Jesus Mocked by the Soldiers
Oil on canvas
74 7/8 x 58 3/8 in. (190.8 x 148.3 cm)
Inscribed at lower right: Manet
Gift of James Deering, 1925.703
Throughout his career, Édouard Manet managed to shock the public with his bold brushwork, use of black pigment, rejection of half-tones, and unconventional subjects. Jesus Mocked by the Soldiers (one of only two religious paintings created in his entire career) is an exception within the 19th-century Realist movement. Under the influence of Gustave Courbet, avant-garde artists in France rarely pursued religious subjects, believing in painting only what they could see before them. In its large-scale and triangular composition, somber colors, and biblical subject matter, this rare religious picture contains echoes of both Renaissance and Baroque models, particularly of paintings by 17th-century Spanish artists such as Diego Velázquez and Francisco de Zurbaran, in whom Manet was interested.
Here, Manet depicts the moment when Christ’s captors mock the “king of the Jews” by crowning him with thorns and covering him with a purple robe. Unlike more traditional academic religious paintings that portrays Jesus as a divine, other-worldly being, the figures here are not idealized. Jesus is depicted as human and vulnerable, a man who has lost control over his own fate, awkwardly posed and unheroic in demeanor. The objectivity of this painting has been linked to an account of Christ’s life by the 19th-century French author Ernest Renan, whose The Life of Jesus attempted to reconstruct Jesus’ biography using only historical documents and verifiable facts. Because of its decidedly rebellious presentation of the subject, Jesus Mocked by the Soldiers was received at the 1865 Salon with an outburst of negative criticism.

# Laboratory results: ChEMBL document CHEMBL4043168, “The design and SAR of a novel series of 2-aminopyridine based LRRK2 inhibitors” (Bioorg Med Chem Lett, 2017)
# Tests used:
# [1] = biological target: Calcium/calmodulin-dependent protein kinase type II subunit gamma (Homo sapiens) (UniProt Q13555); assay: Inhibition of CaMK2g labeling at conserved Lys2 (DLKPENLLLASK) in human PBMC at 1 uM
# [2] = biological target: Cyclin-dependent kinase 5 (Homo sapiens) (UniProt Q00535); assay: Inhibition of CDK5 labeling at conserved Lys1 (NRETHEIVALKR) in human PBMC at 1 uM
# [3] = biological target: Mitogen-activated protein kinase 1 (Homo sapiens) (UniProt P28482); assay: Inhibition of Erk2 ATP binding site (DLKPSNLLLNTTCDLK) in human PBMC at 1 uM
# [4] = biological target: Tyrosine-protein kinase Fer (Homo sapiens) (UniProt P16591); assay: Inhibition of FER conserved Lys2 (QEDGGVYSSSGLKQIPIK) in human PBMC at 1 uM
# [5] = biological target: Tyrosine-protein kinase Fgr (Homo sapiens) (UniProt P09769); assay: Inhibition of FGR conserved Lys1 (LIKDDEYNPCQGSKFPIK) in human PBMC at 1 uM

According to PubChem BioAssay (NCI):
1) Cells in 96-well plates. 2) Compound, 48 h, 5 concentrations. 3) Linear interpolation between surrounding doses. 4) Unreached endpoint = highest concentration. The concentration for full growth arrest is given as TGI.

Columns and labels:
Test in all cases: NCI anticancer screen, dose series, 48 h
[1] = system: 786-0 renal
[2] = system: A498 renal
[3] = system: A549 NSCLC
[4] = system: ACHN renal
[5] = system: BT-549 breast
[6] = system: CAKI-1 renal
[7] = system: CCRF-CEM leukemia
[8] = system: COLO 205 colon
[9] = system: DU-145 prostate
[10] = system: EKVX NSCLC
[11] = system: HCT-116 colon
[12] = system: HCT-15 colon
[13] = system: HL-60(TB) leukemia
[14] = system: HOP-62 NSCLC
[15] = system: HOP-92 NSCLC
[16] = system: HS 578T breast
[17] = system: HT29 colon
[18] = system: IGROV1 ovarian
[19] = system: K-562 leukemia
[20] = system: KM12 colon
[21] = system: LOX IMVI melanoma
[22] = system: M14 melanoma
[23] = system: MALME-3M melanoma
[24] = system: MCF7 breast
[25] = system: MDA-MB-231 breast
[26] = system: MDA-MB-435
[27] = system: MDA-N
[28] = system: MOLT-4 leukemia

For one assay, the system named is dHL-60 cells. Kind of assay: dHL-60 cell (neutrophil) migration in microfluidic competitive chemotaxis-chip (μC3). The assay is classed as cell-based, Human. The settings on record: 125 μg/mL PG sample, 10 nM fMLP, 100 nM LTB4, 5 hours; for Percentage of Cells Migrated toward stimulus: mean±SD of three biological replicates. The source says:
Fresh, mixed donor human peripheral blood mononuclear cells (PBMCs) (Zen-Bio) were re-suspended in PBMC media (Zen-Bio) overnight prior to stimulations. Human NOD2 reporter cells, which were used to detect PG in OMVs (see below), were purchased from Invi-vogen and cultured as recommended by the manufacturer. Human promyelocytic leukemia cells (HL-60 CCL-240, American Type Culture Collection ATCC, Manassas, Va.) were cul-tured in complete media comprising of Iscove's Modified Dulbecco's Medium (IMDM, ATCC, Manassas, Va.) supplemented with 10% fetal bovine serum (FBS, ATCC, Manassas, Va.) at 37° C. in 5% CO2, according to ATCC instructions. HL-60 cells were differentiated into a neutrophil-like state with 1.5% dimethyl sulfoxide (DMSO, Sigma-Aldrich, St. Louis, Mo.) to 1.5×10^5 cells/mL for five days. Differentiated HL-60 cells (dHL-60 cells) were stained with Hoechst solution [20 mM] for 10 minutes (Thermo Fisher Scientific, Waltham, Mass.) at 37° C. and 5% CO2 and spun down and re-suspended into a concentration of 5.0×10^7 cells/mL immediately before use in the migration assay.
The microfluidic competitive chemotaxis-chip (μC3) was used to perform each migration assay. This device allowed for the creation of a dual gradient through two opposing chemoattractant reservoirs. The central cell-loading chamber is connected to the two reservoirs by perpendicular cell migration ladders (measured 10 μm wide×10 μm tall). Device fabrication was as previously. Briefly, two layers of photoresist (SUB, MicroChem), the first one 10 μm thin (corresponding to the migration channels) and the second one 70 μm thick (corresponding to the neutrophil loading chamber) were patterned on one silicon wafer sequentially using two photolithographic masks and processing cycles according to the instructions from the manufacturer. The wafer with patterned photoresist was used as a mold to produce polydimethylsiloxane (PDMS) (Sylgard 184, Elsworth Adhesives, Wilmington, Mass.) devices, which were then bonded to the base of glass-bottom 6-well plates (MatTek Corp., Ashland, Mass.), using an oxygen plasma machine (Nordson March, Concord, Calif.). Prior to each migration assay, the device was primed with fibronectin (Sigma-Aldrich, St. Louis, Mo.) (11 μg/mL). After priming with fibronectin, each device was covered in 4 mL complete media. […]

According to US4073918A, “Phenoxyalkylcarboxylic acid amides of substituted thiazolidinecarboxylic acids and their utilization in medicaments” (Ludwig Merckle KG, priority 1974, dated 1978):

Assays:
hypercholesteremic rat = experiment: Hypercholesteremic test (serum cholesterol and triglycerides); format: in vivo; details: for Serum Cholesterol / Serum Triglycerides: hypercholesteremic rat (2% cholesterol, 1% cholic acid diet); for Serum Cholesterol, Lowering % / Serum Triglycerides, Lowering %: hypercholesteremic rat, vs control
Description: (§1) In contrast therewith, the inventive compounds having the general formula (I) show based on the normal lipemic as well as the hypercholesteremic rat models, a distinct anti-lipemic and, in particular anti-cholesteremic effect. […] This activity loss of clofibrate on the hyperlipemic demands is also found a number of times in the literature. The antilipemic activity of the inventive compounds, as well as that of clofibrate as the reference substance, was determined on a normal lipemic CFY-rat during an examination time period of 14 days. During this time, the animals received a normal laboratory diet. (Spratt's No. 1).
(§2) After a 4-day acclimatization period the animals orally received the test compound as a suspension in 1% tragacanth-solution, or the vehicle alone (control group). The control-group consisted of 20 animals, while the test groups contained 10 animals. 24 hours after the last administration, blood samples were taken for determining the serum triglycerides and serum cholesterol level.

Fish (Still Life)
Oil on canvas
28 7/8 x 36 1/4 in. (73.4 x 92.1 cm)
Signed lower right: Manet
Mr. and Mrs. Lewis Larned Coburn Memorial Collection, 1942.311
Manet completed numerous still lifes throughout his career. Some were independent canvases, such as this one, and some were still lifes within larger compositions, such as the whip used in the flagellation in the lower right-hand corner of Jesus Mocked by the Soldiers. This painting is part of a tradition of kitchen still lifes, consisting of food in the process of being prepared for the table, derived from 17th- and 18th-century Spanish and Flemish models and also from Manet’s French predecessor Jean Baptiste Siméon Chardin. In Fish (Still Life), a foreshortened carp is accompanied by oysters, a crayfish, a lemon, and a large copper pot. Still lifes such as this one reveal Manet’s commitment to Realism in its unembellished, straightforward approach to humble “slices of life.” Through the artist’s painterly skill, a direct, immediate experience of the subject is offered up to the viewer, whose senses of sight, taste, and smell are stimulated by the arrangement of the raw food heaped on the table.